Mark Recchi is nearly a year and a half removed from his final NHL game, one that had him high-stepping around Rogers Arena in Vancouver with the Stanley Cup lifted high over his head, and freely admits that his view of the NHL’s ongoing labor conflict is that of a grateful retiree.
“I coach my son’s team a little bit, and that’s about it for me, hockey-wise,’’ Recchi said a few days ago, talking on the phone from his home in suburban Pittsburgh. “Otherwise, I’m sort of the family limo/taxi driver.
“As far as the lockout goes and everything, I’m glad I’m not involved, not playing.’’
Recchi, who will turn 45 in February, played for nearly a quarter-century in the NHL, his career spanning the lockouts of 1994-95 and 2004-05, the latter of which clipped a full season off his distinguished résumé. Having lived through both of those experiences, and having watched from afar as the current lockout now creeps toward its 60th day, Recchi’s advice to the NHL’s rank-and-file would be to tidy up what’s on the table and get back to work.
“My advice,’’ mused Recchi, part owner of the Kamloops Blazers junior squad in the Western Hockey League, “is that the longer it goes, the worse [the offer] is going to get [for the players]. Hey, I’m an owner, too, so I see both sides. We lose money on our team, and obviously that’s not the same, the money’s not nearly as significant as in the NHL, but the business dynamics are similar. We’ve lost money every year we’ve owned it.’’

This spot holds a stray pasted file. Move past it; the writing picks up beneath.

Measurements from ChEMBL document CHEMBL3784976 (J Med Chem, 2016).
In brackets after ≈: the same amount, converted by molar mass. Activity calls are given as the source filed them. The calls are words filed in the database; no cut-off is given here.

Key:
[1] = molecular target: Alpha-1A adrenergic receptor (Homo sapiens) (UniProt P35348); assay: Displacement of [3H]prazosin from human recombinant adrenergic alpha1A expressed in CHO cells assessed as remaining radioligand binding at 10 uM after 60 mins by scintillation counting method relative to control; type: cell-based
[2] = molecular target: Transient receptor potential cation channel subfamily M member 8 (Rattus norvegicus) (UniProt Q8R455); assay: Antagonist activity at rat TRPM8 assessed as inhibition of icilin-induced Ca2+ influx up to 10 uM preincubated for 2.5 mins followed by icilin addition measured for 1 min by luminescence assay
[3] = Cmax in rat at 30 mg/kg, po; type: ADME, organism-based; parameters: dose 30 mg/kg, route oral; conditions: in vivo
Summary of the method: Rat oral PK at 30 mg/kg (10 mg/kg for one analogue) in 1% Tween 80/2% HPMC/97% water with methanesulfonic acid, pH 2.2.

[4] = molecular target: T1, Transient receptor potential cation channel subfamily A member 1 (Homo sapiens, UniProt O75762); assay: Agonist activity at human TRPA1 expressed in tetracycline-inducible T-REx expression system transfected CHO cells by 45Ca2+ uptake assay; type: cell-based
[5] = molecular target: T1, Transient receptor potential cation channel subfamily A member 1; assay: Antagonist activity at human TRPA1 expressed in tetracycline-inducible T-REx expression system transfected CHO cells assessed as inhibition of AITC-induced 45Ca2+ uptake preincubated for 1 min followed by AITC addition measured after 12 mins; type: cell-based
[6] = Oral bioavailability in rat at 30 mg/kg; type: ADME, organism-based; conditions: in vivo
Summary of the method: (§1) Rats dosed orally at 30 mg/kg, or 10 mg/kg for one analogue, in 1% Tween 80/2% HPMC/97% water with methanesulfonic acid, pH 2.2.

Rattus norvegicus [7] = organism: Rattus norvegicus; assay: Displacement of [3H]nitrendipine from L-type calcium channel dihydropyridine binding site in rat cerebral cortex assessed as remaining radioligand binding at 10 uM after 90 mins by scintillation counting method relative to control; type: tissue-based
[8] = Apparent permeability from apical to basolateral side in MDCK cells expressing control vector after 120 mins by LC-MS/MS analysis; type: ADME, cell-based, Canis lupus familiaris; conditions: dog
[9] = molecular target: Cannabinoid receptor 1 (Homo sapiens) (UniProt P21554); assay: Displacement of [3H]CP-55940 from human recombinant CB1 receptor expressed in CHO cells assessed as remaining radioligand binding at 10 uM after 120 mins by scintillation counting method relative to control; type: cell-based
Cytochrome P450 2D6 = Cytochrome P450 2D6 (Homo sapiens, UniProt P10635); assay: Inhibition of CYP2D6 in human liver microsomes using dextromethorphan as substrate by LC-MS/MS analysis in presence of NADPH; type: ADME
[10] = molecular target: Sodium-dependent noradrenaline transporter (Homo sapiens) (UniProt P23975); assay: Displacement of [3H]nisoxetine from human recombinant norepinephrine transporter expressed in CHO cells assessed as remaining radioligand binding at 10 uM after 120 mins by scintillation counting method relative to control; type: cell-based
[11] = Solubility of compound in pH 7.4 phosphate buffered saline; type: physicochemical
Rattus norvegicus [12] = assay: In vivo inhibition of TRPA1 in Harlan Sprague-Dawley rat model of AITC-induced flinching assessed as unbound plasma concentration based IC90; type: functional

Missing from the current lockout has been a voice such Recchi’s, that of a respected veteran with perspective and profile who is able and/or willing to share his perspective with the rank-and-file. Trevor Linden was that player in 2004-05, the ex-Canuck often given credit for helping the NHL Players’ Association finally to come to grips with the salary cap system that Bob Goodenow, then the union’s executive director, so detested and continually rebuked. When the deal finally fell into place in the summer of ’05, the cap was the basis of the NHL’s new financial infrastructure, which last year netted the players some $1.8 billion in salary (57 percent of the game’s $3.3 billion gross take). The deal ratified, Goodenow quickly exited as union boss.
“All part of the PA plan this time,’’ said one club executive, noting how union boss Donald Fehr has, for the most part, brought lower-profile players to the bargaining table since talks began midway through the summer. “It’s Don and a bunch of average Joes this time.’’
To that point, superstar Sidney Crosby recently attended bargaining sessions, but Sid the Kid returned to Pittsburgh as hopes of finalizing a new deal diminished. And many of the game’s top-level players, including the likes of Boston captain Zdeno Chara, have signed with teams in Europe, leaving them thousands of miles from the bargaining table. There are very few Lindens and Recchis in today’s game, anyway, and thus far not a single player of any profile has piped up publicly that maybe it’s time to fold the tent and get back to work.